The Army is no longer running its “night court” top-down reviews for identifying cuts to legacy and enduring programs, with the service’s secretary adding the process had already identified all the potential areas for savings that could be shifted to funding modernization efforts.

“I think because of the work that was done a few years ago on night court, we have a lot of visibility into our different accounts, if you will, and where the money is. So we continue to scrutinize, through our program budget build, all of our programs very aggressively, but we didn’t have…like a separate special night court process,” Army Secretary Christine Wormuth told reporters on Thursday during a Defense Writers Group discussion.

The Honorable Christine Wormuth, United States Secretary of the Army, visits Fort Bragg, N.C., July 19, 2021. During her visit, the 82nd Airborne Division showcased various new technology the U.S. Army will utilize in the future, including the Infantry Squad Vehicle, the Variable Height Antenna, and the Integrated Visual Augmentation System. (U.S. Army Photo by Spc. Jacob Ward).

Wormuth said to expect “a lot of continuity” on modernization efforts in the upcoming budget request, while noting officials have focused on how to best balance new capability development with readiness priorities.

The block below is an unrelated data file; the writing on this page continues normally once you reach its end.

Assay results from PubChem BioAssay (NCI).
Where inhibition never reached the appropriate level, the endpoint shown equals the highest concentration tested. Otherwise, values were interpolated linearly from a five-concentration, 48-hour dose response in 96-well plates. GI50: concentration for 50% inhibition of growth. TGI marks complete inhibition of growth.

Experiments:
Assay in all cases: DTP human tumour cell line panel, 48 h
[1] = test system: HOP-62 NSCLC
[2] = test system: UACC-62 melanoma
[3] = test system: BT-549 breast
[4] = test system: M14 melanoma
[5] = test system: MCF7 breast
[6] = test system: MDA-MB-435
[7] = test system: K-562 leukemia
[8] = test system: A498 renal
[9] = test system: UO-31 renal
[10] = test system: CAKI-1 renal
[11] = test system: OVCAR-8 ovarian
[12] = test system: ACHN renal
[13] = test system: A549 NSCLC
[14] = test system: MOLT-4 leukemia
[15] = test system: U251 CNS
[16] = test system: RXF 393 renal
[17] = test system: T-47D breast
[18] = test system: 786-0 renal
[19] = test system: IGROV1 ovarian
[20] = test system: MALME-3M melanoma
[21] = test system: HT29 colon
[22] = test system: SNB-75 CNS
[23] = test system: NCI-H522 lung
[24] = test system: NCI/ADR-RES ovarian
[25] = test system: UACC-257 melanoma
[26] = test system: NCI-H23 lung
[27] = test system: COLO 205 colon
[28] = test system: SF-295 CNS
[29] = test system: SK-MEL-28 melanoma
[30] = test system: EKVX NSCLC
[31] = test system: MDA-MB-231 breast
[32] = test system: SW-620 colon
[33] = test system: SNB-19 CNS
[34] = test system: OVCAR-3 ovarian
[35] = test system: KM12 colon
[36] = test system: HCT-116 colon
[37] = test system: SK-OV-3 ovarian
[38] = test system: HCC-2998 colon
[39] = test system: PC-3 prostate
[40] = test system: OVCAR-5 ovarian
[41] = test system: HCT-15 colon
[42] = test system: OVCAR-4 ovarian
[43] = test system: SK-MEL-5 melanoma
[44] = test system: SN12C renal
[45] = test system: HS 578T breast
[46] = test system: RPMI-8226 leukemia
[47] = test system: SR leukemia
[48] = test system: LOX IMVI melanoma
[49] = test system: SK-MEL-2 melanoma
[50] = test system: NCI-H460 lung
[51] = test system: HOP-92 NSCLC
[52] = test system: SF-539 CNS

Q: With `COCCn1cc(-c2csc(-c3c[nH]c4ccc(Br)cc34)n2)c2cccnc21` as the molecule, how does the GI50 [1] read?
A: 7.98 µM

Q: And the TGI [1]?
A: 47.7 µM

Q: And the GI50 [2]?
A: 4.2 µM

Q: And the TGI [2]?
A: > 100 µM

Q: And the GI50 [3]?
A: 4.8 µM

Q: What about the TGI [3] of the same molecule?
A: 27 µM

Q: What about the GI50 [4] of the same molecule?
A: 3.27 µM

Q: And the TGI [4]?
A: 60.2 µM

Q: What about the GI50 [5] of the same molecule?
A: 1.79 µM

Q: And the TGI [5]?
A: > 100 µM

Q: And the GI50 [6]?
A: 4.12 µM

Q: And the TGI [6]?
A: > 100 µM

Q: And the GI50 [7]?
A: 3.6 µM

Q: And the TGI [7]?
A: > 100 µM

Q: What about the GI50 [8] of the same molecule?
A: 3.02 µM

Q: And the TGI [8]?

“[Gen. James McConville, the Army chief of staff] and I are working really hard to sort of strike a balance between investing in the new systems that we’re developing…and continuing to invest in some of the enduring systems that we really need, like Abrams for example,” Wormuth said. “So I think we’re going to put forward a balanced program that’s going to allow us to transform…which is critical, but also maintain our readiness and take care of soldiers and families.”

Army officials ahead of recent budget releases have said the service must prepare for increasingly tougher divestiture and procurement reduction decisions with less “low hanging fruit” available to shift funds from legacy and enduring platforms toward modernization identified through the “night court” review process.

“There isn’t any more low-hanging fruit. What that means is we’re having to balance. Would we like to invest more in our new systems? Sure. But it’s critical that we take care of our soldiers and families and that’s not cheap to do,” Wormuth said. “Night court was about finding fruit on the tree. The low hanging fruit is gone, so night served its purpose.”

Ryan McCarthy, the Army’s secretary from September 2019 to January 2021, spearheaded the “night court” effort and told reporters in October 2020 that extensive cuts to legacy systems in FY ‘23 and FY ‘24 may be required as the service looks to secure full funding to begin production for some of its next-generation platforms (Defense Daily, Oct. 15 2020). 

“What you’re going to see in [FY] ‘23 and ‘24, the Army is faced to deal with legacy assets. We’re going to have to cut more of our legacy systems as you start to see these 31 plus three signature systems landing in the formation. And they’re already hitting. [FY] ‘22 and ‘23 are going to be big years for us with large, major defense acquisition programs starting to come off the production line,” McCarthy said at the time.